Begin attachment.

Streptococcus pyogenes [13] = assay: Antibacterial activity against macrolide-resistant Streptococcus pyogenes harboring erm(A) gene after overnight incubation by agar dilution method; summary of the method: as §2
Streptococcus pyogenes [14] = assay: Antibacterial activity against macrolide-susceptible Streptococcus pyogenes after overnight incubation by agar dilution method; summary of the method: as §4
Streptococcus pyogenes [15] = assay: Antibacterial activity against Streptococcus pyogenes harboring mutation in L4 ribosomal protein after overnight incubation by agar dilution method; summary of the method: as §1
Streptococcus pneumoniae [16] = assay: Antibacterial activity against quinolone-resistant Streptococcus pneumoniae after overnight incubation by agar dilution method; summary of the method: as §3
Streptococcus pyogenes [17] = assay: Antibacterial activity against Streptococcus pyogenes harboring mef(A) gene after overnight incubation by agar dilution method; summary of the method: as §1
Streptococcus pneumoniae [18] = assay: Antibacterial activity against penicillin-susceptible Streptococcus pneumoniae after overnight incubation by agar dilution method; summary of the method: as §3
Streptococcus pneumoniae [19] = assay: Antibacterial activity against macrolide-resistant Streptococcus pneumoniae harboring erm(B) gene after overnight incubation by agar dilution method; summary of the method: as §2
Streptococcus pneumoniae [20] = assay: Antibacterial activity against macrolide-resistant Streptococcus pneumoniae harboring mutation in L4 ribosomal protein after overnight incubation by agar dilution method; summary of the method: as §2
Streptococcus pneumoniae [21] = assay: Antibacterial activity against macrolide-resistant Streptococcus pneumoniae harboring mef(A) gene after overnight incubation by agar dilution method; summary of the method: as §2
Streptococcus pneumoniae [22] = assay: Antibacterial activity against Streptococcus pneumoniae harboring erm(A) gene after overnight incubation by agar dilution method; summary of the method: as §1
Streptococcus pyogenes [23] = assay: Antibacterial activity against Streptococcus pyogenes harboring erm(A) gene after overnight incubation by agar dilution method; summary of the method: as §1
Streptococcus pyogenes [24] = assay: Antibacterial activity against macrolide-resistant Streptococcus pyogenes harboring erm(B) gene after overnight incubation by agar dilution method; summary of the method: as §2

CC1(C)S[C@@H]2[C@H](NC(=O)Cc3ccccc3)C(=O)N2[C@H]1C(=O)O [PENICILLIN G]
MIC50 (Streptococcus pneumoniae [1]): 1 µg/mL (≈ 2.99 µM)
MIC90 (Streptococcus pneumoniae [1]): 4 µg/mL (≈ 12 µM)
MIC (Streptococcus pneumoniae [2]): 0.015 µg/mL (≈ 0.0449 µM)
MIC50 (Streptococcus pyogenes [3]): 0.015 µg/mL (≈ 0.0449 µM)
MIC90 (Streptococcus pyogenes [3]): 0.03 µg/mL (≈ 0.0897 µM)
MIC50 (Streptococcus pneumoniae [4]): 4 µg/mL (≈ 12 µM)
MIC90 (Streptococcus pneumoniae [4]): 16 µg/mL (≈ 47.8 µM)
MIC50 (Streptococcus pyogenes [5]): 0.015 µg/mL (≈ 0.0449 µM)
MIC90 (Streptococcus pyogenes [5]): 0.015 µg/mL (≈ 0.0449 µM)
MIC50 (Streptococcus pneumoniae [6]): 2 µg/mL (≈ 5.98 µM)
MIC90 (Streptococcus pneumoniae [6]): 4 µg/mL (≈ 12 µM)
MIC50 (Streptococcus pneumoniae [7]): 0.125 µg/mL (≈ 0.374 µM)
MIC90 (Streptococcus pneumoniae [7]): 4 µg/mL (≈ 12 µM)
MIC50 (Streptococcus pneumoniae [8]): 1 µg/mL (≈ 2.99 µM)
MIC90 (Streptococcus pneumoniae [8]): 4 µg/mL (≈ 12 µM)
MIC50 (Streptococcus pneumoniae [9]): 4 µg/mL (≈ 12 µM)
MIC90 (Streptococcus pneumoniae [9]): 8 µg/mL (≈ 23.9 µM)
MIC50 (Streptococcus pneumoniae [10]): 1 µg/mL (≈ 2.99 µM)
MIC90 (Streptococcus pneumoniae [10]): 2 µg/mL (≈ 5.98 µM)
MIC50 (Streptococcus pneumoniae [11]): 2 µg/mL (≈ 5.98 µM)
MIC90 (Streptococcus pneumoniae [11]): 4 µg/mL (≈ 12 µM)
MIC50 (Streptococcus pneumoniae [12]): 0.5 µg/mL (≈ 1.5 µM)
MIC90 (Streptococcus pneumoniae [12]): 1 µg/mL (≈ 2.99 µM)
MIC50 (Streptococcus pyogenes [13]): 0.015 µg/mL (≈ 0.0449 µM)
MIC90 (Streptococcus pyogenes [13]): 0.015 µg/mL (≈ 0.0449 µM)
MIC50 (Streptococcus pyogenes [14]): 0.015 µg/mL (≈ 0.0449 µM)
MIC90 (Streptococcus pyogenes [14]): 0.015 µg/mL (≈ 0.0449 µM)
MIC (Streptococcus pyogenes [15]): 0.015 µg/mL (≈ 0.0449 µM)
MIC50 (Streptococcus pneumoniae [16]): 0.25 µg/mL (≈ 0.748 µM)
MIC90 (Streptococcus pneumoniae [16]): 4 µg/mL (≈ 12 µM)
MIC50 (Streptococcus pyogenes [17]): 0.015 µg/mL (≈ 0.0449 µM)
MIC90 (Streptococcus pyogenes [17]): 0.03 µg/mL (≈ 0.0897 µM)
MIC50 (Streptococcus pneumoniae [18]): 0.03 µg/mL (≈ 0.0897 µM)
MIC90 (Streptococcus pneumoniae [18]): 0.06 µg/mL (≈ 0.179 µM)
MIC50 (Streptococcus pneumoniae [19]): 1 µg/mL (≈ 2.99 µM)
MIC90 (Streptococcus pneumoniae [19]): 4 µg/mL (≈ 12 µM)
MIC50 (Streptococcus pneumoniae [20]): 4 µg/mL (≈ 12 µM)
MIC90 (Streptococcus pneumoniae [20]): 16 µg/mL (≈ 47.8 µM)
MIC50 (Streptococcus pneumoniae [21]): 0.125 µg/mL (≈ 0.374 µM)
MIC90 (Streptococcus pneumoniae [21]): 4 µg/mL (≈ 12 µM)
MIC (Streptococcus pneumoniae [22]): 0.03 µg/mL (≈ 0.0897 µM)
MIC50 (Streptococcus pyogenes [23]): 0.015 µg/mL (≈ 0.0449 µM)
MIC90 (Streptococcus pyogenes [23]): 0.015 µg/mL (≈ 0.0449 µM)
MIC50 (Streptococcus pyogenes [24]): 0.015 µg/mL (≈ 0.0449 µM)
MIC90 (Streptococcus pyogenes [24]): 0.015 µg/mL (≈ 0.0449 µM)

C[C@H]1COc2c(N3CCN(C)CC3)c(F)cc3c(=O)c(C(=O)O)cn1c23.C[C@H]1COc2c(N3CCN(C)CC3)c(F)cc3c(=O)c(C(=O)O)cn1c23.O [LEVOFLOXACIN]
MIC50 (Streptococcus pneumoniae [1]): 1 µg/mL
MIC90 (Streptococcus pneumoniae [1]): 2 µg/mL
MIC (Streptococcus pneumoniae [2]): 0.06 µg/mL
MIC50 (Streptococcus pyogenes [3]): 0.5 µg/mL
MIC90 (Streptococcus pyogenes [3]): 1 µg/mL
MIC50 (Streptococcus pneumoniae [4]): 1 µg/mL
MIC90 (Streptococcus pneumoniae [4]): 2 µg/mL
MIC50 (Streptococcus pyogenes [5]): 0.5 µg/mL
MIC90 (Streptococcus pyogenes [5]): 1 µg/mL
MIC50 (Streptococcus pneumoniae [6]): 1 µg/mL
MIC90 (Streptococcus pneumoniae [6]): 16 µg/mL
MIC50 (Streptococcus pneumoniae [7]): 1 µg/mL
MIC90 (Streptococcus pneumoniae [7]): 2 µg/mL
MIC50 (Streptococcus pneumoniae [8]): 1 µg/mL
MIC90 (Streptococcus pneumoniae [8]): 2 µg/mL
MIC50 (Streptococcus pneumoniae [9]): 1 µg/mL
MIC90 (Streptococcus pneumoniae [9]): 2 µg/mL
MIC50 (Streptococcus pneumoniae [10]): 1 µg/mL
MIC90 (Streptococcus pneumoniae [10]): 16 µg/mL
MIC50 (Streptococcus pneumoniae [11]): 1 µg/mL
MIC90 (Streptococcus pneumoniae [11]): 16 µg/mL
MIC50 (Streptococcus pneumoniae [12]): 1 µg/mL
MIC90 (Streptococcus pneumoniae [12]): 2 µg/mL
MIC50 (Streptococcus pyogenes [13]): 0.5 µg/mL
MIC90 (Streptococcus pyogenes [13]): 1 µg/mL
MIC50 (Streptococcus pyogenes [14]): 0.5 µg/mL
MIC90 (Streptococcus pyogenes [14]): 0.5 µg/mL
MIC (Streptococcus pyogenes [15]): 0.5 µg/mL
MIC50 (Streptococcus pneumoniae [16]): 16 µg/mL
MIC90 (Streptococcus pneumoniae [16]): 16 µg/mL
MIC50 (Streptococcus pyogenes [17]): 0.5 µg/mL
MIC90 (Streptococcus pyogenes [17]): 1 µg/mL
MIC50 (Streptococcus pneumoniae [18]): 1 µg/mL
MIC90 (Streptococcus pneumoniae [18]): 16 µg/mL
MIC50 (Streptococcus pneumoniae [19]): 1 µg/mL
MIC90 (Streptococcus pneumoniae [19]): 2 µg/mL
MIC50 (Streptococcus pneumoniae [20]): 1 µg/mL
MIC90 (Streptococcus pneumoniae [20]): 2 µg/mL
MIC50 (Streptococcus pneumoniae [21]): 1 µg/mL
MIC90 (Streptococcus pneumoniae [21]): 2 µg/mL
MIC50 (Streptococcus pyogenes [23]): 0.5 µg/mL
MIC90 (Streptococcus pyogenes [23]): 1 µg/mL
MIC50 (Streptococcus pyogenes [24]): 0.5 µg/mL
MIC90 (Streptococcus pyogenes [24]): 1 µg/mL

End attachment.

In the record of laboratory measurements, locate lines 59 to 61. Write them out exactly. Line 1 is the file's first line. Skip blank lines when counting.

C[C@H]1COc2c(N3CCN(C)CC3)c(F)cc3c(=O)c(C(=O)O)cn1c23.C[C@H]1COc2c(N3CCN(C)CC3)c(F)cc3c(=O)c(C(=O)O)cn1c23.O [LEVOFLOXACIN]
MIC50 (Streptococcus pneumoniae [1]): 1 µg/mL
MIC90 (Streptococcus pneumoniae [1]): 2 µg/mL